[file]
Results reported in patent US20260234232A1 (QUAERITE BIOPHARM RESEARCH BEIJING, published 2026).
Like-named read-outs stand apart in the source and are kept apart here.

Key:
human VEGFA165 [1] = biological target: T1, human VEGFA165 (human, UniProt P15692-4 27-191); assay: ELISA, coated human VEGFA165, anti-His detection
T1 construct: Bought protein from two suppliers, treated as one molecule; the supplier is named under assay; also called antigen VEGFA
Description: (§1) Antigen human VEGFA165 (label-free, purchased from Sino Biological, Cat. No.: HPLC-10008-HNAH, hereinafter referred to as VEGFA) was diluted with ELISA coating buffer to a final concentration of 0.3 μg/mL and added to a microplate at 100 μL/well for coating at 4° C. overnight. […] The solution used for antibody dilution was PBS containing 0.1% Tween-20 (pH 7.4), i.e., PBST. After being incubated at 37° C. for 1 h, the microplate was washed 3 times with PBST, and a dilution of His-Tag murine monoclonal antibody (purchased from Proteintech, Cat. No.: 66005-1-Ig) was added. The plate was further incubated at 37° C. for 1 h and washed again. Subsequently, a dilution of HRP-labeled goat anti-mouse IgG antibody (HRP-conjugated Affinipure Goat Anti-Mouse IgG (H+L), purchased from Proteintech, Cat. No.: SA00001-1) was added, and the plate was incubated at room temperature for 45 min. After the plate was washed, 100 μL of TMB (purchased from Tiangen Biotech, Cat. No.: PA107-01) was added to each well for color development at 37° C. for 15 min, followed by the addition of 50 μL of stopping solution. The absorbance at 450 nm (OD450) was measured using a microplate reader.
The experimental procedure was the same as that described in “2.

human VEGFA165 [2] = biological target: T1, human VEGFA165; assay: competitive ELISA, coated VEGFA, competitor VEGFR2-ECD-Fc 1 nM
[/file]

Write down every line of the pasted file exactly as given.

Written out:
Results reported in patent US20260234232A1 (QUAERITE BIOPHARM RESEARCH BEIJING, published 2026).
Like-named read-outs stand apart in the source and are kept apart here.

Key:
human VEGFA165 [1] = biological target: T1, human VEGFA165 (human, UniProt P15692-4 27-191); assay: ELISA, coated human VEGFA165, anti-His detection
T1 construct: Bought protein from two suppliers, treated as one molecule; the supplier is named under assay; also called antigen VEGFA
Description: (§1) Antigen human VEGFA165 (label-free, purchased from Sino Biological, Cat. No.: HPLC-10008-HNAH, hereinafter referred to as VEGFA) was diluted with ELISA coating buffer to a final concentration of 0.3 μg/mL and added to a microplate at 100 μL/well for coating at 4° C. overnight. […] The solution used for antibody dilution was PBS containing 0.1% Tween-20 (pH 7.4), i.e., PBST. After being incubated at 37° C. for 1 h, the microplate was washed 3 times with PBST, and a dilution of His-Tag murine monoclonal antibody (purchased from Proteintech, Cat. No.: 66005-1-Ig) was added. The plate was further incubated at 37° C. for 1 h and washed again. Subsequently, a dilution of HRP-labeled goat anti-mouse IgG antibody (HRP-conjugated Affinipure Goat Anti-Mouse IgG (H+L), purchased from Proteintech, Cat. No.: SA00001-1) was added, and the plate was incubated at room temperature for 45 min. After the plate was washed, 100 μL of TMB (purchased from Tiangen Biotech, Cat. No.: PA107-01) was added to each well for color development at 37° C. for 15 min, followed by the addition of 50 μL of stopping solution. The absorbance at 450 nm (OD450) was measured using a microplate reader.
The experimental procedure was the same as that described in “2.

human VEGFA165 [2] = biological target: T1, human VEGFA165; assay: competitive ELISA, coated VEGFA, competitor VEGFR2-ECD-Fc 1 nM